Tarasenko leads charge with hat trick, four-point game in 5-2 victory
ST. LOUIS -- Vladimir Tarasenko needed to end his media session as soon as possible. A call to his grandfather in Russia was in store.
Tarasenko, who scored his second hat trick of the season and first since Brett Hull did it twice in 1996-97, speaks to grandfather Vladimir after each game. The two dissect the Blues right wing's game.
So what would grandpa Vladimir say after Tarasenko was a catalyst in the Blues' 5-2 victory against the Los Angeles Kings?
"We'll see. Hope he will be happy," Tarasenko said of his grandfather.
|(St. Louis Blues photo)|
Kevin Shattenkirk and Vladimir Tarasenko celebrate Tarasenko's
goal in the third period of a 5-2 win against the Los Angeles Kings.
Blues needed a flurry of goals in the third period to finally overcome the Kings, a nemesis in recent seasons.
Jaden Schwartz, Tarasenko and Alexander Steen scored in a 2:30 span to erase a one-goal deficit in the third period at Scottrade Center.
And in a short span, the Blues exorcised the demons that had been plaguing them plenty in recent seasons, including a pair of playoff defeats.
Tarasenko had his second four-point night for the Blues (21-8-2), who found out hours before the game that right wing T.J. Oshie would not play because of family reasons. But St. Louis ran its streak of points on home ice to eight games (7-0-1).
"It's unbelievable how he elevates his game," Blues winger Steve Ott said of Tarasenko. "It's pretty impressive to kind of see it every single game, but scoring 20 goals already before Christmas is something special that it's a testament to his work ethic, his practice of shooting that puck and being such a smart player at a young age. It's really neat to see him excel."
Jake Allen made 21 saves in a winning effort to help the Blues win their fifth straight game.
The Blues are 11-1-1 in their past 13 home games and defeated the Kings (15-11-6) for the third time in the past 12 regular-season games (3-7-2).
Despite scoring four times in the third, the Blues didn't register their first shot on goal until eight minutes in. They finished the period with eight but limited the Kings to one.
"Even though there was tough sledding in the third period at the start getting through the neutral zone, we were still at least pushing the envelope," Blues coach Ken Hitchcock said, "and starting to do the things that I think we anticipated we'd do early.
"It was a very tactical game. ... For us, we need to see some reward for the effort and the work and we need to see some reward for playing the right way. So we get a little reward, we feel good about ourselves and hopefully we can build on this momentum."
The Kings were going according to script how they've had success against the Blues in recent history. They got pucks deep, they forechecked in the offensive zone and turned the Blues over in the neutral zone. The recipe was working for 40 minutes.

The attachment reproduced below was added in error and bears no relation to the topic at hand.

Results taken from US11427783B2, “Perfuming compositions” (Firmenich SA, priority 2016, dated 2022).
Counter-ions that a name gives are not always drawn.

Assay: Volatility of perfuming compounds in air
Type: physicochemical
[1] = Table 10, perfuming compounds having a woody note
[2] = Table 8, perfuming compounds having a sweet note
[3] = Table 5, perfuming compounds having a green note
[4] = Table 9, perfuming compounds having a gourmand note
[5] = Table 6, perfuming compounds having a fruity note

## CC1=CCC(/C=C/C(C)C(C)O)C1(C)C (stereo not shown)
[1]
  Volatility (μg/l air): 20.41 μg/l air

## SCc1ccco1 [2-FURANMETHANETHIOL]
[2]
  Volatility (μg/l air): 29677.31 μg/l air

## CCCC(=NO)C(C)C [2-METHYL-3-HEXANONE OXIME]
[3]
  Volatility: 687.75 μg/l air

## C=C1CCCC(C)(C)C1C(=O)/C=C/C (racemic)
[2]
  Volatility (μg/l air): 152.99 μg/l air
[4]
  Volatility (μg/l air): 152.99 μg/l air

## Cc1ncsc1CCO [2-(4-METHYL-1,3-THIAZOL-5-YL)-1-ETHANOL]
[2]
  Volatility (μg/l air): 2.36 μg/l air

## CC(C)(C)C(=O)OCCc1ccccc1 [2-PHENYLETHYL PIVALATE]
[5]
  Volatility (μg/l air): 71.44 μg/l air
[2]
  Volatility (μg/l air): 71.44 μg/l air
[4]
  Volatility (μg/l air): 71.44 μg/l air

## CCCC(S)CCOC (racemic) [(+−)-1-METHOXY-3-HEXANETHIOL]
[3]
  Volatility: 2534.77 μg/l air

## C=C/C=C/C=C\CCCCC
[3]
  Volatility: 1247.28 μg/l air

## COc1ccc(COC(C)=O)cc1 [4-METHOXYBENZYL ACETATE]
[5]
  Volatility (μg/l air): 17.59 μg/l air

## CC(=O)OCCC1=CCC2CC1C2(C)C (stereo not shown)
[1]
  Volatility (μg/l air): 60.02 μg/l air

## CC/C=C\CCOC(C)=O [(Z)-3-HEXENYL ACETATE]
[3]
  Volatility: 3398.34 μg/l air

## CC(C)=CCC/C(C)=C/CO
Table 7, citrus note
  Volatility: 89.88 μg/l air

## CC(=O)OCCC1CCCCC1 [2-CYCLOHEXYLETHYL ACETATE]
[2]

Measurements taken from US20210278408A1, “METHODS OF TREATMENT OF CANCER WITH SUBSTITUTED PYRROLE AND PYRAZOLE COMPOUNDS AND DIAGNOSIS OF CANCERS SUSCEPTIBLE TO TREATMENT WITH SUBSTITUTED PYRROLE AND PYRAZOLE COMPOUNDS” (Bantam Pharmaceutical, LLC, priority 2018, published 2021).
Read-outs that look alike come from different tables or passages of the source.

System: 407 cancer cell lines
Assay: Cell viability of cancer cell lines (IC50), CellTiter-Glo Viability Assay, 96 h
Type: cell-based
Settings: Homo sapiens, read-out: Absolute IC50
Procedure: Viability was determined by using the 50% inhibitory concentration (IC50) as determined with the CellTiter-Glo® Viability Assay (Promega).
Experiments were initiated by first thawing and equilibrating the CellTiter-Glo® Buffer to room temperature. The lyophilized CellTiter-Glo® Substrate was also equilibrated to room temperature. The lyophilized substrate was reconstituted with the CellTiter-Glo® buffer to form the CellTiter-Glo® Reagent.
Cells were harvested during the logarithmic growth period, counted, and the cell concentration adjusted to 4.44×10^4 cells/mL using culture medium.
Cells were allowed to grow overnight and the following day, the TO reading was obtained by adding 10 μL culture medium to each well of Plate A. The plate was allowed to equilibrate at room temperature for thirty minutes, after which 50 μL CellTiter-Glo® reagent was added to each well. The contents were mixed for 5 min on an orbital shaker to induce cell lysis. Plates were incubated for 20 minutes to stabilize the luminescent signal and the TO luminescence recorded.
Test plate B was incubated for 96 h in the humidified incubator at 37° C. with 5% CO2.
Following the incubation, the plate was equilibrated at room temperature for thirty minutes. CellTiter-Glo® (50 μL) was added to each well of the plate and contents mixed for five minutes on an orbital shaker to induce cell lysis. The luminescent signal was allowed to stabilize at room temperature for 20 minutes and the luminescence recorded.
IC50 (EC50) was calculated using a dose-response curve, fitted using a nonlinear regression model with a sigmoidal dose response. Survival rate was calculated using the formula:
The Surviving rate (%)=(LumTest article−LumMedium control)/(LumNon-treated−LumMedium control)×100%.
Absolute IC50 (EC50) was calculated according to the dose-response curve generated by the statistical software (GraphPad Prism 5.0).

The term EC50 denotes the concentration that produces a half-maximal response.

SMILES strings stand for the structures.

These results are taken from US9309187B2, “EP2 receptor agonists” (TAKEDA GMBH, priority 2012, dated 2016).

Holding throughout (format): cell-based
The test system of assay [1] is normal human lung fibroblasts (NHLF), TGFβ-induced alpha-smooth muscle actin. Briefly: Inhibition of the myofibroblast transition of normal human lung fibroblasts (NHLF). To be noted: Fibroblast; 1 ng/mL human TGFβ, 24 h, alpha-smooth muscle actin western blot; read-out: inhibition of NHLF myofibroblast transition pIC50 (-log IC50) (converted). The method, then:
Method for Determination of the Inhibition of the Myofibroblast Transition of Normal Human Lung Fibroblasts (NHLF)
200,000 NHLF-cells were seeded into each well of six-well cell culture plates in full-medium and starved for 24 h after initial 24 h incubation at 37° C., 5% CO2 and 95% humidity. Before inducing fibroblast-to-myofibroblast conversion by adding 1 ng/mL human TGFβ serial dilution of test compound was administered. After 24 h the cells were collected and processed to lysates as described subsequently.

They needed 60.
"You kind of felt it in the game; it was time to sink it swim," Blues captain David Backes said. "Our guys responded really well. We get on our horse and start playing our game where we're getting pucks deep and forcing them to take a couple penalties there.
"You started to see that glimmer in our eyes. Enough of taking a back seat to these guys. We can play with them when we're all in on the effort. ... You don't come back from a 2-0 hole to the defending Stanley Cup champions too often."
Los Angeles, which got two goals from Marian Gaborik, ended a five-game trip 1-3-1 and lost for the first time (12-1-1) in regulation when leading after two periods. Jonathan Quick made 18 saves.
But momentum swung in the game when the Blues cut the Kings' lead in half and then used a two-man advantage to level things off and then take control.
"We're a team that usually closes things out," Kings right wing Justin Williams said. "Leading after two, we didn't do it tonight ... very frustrating.
"They shot a puck on a 5-on-3, it went off a couple bodies and in the net. There's a lot of twist and turns in the game that indicate the result and we weren't good enough in the third."
Shattenkirk's shot on a 5-on-3 power play tied the game 2-2 at 11:20 of the third on a shot from the slot that was deflected by Schwartz in front; Tarasenko's power goal at 13:00 on a wrist shot from the right circle gave the Blues the lead for good on; Steen scored off 3-on-2 rush at 13:50 to make it 4-2.
Tarasenko's empty-net goal with 1:24 completed the hat trick, his second of the season. He leads the Blues with 20 goals.
"It's only one game," said Tarasenko, who extended his point streak to six games with 10 (six goals). "Thanks to my linemates and my teammates to support me. It's really nice ... first hat trick here in Scottrade and thanks for the fans. It was unbelievable.
"... We were happy we were able to compete at a high level. We just have to keep up the good work."
|(St. Louis Blues photo)|
Jaden Schwartz (17) and Alexander Steen (middle, back) crowd the net
next to Kings goalie Jonathan Quick (32) Tuesday night.
Gaborik, who has 38 points in 35 games against the Blues, scored 5:39 into the second period when he was able to deflect a loose puck in front of Allen off a scramble. Chris Porter was initially able to save a goal by kicking the puck off the line, but Gaborik was on the doorstep to make it 1-0.
Gaborik doubled the lead when Anze Kopitar threaded a pass into the slot for a quick redirection over Allen 11 minutes into the second. It was the Kings' first power-play goal against the Blues in 30 attempts.
Tarasenko's first of the game cut the Kings' lead to 2-1 when he took Ott's pass into the high slot and beat Quick with a precise wrist shot high glove side 1:29 after Gaborik's power play goal.
Tarasenko's first goal was the Blues' first against the Kings and Quick in 131:34. The floodgates would soon open after that, and the Blues -- for one night -- could revel in a win against the champs.